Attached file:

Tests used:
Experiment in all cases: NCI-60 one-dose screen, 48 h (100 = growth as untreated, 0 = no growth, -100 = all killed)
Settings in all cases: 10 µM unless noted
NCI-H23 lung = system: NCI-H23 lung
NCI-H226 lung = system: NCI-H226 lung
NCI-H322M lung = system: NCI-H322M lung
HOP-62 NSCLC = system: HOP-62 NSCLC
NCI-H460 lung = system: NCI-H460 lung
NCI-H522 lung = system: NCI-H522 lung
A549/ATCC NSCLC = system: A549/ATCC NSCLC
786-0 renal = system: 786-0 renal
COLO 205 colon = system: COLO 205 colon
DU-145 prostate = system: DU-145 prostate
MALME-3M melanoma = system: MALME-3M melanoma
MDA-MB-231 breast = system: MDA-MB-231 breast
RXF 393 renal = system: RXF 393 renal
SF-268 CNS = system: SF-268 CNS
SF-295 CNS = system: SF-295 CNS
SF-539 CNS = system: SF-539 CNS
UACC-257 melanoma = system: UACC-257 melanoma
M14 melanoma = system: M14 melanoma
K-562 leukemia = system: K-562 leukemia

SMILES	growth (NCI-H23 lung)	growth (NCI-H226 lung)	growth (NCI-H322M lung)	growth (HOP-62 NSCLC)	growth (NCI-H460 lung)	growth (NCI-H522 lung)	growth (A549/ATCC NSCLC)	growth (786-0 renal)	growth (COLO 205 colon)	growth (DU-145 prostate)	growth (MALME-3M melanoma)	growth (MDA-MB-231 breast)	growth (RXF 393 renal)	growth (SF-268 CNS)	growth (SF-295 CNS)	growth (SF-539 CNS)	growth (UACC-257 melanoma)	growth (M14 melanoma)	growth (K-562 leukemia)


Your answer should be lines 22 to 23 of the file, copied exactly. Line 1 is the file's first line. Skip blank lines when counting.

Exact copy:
K-562 leukemia = system: K-562 leukemia

SMILES	growth (NCI-H23 lung)	growth (NCI-H226 lung)	growth (NCI-H322M lung)	growth (HOP-62 NSCLC)	growth (NCI-H460 lung)	growth (NCI-H522 lung)	growth (A549/ATCC NSCLC)	growth (786-0 renal)	growth (COLO 205 colon)	growth (DU-145 prostate)	growth (MALME-3M melanoma)	growth (MDA-MB-231 breast)	growth (RXF 393 renal)	growth (SF-268 CNS)	growth (SF-295 CNS)	growth (SF-539 CNS)	growth (UACC-257 melanoma)	growth (M14 melanoma)	growth (K-562 leukemia)